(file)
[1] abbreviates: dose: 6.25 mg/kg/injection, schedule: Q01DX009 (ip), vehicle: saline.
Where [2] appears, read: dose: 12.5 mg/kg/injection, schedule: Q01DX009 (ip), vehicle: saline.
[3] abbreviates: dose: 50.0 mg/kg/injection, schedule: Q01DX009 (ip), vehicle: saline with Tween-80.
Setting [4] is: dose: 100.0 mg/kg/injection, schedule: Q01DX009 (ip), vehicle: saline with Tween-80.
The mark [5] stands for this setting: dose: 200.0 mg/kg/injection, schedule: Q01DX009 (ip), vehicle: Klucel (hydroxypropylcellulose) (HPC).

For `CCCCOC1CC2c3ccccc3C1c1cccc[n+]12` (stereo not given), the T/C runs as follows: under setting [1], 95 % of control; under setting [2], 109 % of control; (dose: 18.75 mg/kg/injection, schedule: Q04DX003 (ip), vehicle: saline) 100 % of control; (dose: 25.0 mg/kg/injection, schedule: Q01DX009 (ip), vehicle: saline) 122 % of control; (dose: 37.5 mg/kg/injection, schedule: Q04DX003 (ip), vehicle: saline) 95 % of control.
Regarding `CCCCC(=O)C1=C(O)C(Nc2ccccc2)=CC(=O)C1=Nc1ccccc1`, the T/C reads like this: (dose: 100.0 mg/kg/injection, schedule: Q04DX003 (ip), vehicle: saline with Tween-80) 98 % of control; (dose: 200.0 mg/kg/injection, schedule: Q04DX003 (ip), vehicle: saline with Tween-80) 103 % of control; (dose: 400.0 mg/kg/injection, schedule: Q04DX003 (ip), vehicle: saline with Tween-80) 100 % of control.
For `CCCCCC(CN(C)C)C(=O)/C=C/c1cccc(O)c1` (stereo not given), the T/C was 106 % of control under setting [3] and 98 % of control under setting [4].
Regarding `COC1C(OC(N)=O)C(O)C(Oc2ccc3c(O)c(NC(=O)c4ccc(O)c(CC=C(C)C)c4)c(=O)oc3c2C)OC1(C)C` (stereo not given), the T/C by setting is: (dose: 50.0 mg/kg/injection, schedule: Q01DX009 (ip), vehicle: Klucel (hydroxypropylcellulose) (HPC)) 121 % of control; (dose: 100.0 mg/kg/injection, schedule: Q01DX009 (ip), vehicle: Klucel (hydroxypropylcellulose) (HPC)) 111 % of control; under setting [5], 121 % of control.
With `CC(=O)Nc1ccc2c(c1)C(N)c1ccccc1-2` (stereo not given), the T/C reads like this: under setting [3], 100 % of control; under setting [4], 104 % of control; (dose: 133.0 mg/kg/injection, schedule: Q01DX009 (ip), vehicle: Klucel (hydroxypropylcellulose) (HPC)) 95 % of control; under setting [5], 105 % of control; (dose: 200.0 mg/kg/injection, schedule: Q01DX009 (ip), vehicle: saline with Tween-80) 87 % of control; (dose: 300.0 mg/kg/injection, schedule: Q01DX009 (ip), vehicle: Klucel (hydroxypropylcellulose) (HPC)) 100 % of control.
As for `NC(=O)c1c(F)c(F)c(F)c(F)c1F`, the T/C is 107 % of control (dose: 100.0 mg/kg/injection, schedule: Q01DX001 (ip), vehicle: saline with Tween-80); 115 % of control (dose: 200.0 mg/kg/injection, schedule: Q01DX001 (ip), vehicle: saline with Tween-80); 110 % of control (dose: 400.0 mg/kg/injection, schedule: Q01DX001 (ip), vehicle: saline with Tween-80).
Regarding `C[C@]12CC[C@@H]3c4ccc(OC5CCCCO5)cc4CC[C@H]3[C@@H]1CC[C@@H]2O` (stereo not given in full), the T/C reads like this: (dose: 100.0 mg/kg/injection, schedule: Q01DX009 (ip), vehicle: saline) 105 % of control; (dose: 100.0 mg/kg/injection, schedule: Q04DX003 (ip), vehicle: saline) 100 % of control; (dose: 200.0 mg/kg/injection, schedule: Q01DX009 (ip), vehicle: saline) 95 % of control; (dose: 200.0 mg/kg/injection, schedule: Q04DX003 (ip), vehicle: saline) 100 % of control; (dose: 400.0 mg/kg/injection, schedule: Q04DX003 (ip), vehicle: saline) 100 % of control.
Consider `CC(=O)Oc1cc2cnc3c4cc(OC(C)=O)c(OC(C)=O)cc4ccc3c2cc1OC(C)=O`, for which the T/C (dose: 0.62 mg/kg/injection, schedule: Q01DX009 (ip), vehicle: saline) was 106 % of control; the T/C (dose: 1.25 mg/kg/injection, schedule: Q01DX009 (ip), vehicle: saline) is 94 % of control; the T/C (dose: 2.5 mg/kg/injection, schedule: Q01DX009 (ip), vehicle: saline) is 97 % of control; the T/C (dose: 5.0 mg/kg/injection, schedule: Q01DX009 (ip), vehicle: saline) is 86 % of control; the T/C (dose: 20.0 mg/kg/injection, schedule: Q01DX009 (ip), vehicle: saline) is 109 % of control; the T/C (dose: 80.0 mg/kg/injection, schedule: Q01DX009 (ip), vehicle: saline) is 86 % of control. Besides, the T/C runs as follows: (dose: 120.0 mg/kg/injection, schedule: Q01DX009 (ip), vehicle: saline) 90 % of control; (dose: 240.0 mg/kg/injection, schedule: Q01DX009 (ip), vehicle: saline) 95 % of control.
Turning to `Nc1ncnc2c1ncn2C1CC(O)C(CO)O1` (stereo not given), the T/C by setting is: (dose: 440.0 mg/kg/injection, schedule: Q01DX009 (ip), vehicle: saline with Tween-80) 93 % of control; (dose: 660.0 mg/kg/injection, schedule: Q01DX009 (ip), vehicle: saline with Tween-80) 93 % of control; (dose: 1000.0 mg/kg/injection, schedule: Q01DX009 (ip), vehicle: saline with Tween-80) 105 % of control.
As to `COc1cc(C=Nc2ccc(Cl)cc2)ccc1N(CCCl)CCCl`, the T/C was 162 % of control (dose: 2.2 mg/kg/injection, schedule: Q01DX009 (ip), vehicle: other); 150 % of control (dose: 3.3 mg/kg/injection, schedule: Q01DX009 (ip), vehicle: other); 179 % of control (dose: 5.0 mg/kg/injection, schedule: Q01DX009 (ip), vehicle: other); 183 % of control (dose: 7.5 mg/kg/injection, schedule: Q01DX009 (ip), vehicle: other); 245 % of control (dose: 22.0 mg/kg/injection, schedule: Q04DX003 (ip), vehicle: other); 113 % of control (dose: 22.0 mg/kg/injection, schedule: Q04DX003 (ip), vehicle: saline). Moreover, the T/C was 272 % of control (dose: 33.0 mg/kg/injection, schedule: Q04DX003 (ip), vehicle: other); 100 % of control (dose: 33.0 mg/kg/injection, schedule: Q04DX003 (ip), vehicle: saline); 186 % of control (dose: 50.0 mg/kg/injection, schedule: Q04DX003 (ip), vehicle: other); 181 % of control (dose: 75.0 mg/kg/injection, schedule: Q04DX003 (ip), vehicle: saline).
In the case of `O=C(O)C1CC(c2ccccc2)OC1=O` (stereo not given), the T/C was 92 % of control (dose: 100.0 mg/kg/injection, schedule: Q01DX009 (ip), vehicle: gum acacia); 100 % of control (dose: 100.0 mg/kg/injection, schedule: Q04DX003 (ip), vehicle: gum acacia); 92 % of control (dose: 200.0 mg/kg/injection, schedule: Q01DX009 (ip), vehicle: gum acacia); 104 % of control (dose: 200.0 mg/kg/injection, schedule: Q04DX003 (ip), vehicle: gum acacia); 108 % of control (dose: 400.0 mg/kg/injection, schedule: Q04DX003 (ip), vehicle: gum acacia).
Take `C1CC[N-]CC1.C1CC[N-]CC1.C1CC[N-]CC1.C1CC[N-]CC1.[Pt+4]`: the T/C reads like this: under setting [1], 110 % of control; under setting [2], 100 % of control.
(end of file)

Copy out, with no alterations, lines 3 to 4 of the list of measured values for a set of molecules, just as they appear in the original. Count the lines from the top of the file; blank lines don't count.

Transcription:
[3] abbreviates: dose: 50.0 mg/kg/injection, schedule: Q01DX009 (ip), vehicle: saline with Tween-80.
Setting [4] is: dose: 100.0 mg/kg/injection, schedule: Q01DX009 (ip), vehicle: saline with Tween-80.